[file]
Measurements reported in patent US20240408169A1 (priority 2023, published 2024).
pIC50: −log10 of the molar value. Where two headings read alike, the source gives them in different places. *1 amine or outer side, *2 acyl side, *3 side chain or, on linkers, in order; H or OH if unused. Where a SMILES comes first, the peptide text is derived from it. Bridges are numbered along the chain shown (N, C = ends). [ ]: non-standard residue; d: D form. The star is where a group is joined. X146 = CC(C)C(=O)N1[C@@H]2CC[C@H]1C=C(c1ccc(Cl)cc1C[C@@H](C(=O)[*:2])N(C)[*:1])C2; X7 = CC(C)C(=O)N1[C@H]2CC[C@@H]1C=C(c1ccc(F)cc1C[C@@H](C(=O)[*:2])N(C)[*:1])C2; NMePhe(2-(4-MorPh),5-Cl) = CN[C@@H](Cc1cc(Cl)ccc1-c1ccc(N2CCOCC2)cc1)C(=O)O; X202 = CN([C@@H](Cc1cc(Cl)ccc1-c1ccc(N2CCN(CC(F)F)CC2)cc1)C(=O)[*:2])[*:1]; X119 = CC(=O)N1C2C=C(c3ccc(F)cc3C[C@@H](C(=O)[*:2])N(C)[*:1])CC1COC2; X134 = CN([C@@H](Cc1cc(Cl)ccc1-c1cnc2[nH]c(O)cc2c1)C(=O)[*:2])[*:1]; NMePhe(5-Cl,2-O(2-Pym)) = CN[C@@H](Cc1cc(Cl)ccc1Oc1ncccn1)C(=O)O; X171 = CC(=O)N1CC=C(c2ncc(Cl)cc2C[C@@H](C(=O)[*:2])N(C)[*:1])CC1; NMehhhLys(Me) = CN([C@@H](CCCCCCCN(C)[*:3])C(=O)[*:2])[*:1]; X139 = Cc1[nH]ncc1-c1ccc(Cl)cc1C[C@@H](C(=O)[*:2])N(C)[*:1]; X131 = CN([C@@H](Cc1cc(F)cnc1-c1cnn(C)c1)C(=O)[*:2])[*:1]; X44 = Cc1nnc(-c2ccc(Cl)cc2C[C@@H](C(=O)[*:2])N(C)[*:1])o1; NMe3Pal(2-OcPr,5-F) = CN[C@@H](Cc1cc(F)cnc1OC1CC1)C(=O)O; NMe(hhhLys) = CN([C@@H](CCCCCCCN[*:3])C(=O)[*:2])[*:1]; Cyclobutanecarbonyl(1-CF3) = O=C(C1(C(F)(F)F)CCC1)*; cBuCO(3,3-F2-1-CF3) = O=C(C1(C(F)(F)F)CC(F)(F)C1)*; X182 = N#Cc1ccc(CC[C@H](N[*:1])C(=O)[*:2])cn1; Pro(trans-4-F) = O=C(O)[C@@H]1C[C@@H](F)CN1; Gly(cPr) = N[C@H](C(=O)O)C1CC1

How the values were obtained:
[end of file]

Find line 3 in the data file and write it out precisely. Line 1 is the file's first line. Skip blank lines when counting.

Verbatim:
How the values were obtained: